In a great irony of this complicated war, the FARC may turn out to be by far the cheaper of two evils, compared with the cost of controlling the savage new drug-trafficking gangs taking over the territories where guerrillas and paramilitaries once fought for control. The government estimates that 5 percent of the guerrilla forces have refused to lay down their weapons and may eventually find their way into the ranks of the so-called bacrim (short for bandas criminales). Today these gangs are mostly involved in the drug trade, but they’re slowly taking over old guerrilla and paramilitary sidelines as well: extortion, kidnapping, and human trafficking.
And as Marín had told me in the little plaza of Ricaurte, “At least with the guerrillas, they had a central command one could negotiate with,” for things such as curfew hours. Not so with the new criminal bands. “They just say ‘plata o plomo,’ ”—silver or lead, meaning bribes or bullets—Navarro said. “And anyone with any brains at all will say, ‘Oh, I’ll take silver, because lead is far too heavy.’ ”
How will the 23 percent of Colombians who live in the countryside fare now that there’s peace? Over the course of half a century, more than seven million people left their homes in the rural areas most afflicted by guerrilla and paramilitary violence. The government’s reconstruction and reparations efforts are focusing on these regions. Seventeen years after the massacre that emptied out the town, El Salado is a good place to look for first results.
Set a couple of hours inland from the Caribbean shore, the town still isn’t much to look at: A gulch runs through the center, and an unrepaired aqueduct made water supply problematic when I visited. And yet for a cohort of its residents in exile, nostalgia for their place of birth proved strong enough for them to band together, 2,000 strong, in defiance of death threats and their own dreadful memories, to reclaim it.
Luis Torres led the return campaign 17 years ago, and when the first 130 people agreed to come back to El Salado, he raised the funds to hire the trucks that brought them home. An articulate 71-year-old with a rugged face and a startling liveliness about him, he was employed when I visited as the primary intermediary between the town and the Semana Foundation, which for many years coordinated the effort to resurrect El Salado.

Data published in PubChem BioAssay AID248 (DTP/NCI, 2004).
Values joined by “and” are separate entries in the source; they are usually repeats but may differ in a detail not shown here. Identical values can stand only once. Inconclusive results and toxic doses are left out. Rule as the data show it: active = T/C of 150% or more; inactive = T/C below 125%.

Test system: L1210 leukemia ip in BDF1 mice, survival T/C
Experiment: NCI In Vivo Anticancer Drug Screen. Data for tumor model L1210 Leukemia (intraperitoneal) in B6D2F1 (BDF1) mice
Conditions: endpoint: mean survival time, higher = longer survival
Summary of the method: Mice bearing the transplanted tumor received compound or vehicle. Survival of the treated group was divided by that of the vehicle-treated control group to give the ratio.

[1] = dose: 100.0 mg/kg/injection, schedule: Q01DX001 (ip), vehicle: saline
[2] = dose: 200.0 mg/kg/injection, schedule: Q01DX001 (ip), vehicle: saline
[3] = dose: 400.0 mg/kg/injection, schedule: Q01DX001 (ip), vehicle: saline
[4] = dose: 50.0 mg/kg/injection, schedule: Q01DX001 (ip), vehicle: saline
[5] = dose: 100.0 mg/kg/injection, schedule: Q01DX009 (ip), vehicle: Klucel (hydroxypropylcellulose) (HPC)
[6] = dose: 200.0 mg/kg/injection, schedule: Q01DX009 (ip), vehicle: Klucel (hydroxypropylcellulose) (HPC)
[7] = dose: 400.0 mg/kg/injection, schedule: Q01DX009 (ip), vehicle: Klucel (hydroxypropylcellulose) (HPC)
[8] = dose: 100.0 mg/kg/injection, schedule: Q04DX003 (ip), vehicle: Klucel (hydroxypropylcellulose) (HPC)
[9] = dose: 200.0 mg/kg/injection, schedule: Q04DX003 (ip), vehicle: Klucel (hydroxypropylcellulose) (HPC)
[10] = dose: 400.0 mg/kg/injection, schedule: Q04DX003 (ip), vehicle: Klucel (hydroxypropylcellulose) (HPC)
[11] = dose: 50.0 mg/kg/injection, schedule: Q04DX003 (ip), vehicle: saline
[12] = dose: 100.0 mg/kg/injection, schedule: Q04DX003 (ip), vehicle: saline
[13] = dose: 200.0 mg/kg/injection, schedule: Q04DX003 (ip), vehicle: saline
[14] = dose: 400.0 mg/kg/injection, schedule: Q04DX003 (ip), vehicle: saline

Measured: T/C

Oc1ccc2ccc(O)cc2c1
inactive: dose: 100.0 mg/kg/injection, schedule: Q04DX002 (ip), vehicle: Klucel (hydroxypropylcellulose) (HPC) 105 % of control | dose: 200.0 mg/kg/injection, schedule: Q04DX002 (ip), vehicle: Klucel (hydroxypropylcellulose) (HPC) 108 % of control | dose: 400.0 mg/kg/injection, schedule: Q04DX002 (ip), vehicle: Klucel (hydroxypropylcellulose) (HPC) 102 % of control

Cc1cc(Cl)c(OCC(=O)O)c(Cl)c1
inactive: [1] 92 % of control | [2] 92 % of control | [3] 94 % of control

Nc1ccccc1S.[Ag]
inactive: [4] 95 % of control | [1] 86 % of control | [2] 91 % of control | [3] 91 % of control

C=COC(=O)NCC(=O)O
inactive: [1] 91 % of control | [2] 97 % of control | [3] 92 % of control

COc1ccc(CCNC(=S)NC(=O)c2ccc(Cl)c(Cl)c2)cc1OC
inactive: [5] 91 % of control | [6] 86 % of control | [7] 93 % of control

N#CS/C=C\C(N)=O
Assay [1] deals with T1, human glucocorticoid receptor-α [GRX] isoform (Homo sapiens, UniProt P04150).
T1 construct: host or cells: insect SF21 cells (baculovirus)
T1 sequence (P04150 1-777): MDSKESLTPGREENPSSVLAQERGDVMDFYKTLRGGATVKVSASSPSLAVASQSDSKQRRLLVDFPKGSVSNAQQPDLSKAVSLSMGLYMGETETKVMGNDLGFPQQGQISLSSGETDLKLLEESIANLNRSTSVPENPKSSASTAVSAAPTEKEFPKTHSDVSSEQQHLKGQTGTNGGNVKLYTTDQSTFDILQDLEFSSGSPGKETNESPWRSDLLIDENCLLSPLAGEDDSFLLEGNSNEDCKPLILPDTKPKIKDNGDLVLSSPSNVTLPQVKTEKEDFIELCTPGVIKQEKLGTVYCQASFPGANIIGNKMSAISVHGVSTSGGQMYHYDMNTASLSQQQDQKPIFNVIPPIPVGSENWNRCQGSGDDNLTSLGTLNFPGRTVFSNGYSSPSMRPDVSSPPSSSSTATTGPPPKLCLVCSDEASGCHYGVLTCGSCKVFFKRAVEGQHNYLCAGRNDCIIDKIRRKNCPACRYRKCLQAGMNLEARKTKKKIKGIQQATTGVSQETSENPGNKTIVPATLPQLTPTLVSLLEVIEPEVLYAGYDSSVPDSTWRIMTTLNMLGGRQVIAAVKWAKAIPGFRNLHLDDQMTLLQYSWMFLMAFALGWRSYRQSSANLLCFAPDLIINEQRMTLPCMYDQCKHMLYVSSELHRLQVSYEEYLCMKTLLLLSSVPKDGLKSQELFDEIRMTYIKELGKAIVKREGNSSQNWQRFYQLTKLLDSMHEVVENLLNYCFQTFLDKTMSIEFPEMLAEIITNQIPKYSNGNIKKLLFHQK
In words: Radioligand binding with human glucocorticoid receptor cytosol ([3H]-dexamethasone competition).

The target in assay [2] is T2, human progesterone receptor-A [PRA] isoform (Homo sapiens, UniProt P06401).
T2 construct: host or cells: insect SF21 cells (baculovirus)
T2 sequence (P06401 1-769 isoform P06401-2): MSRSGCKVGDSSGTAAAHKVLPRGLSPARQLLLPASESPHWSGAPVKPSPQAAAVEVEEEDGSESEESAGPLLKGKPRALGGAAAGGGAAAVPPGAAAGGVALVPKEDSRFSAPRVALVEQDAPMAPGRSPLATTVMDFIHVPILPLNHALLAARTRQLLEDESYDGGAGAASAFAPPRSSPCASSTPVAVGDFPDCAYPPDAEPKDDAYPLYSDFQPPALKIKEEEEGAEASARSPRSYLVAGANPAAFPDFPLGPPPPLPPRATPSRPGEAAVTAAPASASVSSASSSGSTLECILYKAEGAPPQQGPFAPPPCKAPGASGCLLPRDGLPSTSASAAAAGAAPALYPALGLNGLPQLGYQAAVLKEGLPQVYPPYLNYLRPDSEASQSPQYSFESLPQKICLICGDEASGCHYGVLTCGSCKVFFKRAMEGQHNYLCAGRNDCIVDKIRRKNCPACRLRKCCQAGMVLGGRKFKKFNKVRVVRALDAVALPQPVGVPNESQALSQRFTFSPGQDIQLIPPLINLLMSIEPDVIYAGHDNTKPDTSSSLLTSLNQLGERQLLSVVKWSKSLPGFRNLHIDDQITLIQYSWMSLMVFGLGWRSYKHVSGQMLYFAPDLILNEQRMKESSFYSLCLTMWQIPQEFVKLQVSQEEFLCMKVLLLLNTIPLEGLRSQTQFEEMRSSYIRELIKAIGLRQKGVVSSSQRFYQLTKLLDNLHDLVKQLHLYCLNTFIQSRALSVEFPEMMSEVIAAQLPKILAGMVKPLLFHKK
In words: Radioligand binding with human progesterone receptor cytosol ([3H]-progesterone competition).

In the beginning Torres had to negotiate permission for the residents to resettle their town with a FARC detachment that then held sway over the region. He subsequently spent three months in prison, charged with “rebellion,” and then went into a long exile in the Netherlands, Switzerland, and Spain before he felt it was safe to return. Now he glowed with a sense of accomplishment as he showed me the sights of his hometown: a cell phone tower that at last allows Saladeros to communicate with the outside world, a preschool, a hundred new houses for the community’s poorest families, a couple of storefront groceries, an evangelical church, a street lively again with scampering children, neighbors waving hello.
“When people first came back here, their fears were wide awake,” Torres remembered. “And they had a stigma chasing them. In the cities they say about us, ‘They must have done something if they had to leave their homes.’ No one wants to hire a displaced person. And for our part, we have a mistrust and fear that won’t go away. It’s only recently that people have started leaving their doors open.”
Depending on who was taking stock of the improvements—Torres or, say, me—one could see either heroic achievements against all the odds or modest recovery to the tune of millions of donated dollars, without solving many of the town’s most basic problems, including water, jobs, and education. And El Salado is just one small town out of thousands in similar straits. It was only two years ago that it acquired its most significant improvement: a 12-mile stretch of paved road that reduced travel to the nearest major town and highway to 30 minutes, down from as much as four hours, depending on the rain. Perhaps the transformation of El Salado has simply allowed it to become one more community without adequate water, sewage, education, health care services—and where all too many campesinos lack title to lands they may have occupied for generations.
Luis Torres has an ultimate dream: He sees himself standing in the crowd and applauding as the ribbon is cut on a technical school in his hometown, one that will train the kids who now zip around so aimlessly on their motorbikes for something better than a dirt-poor life. “Once I see that ribbon being cut, I’ll die in peace,” he said.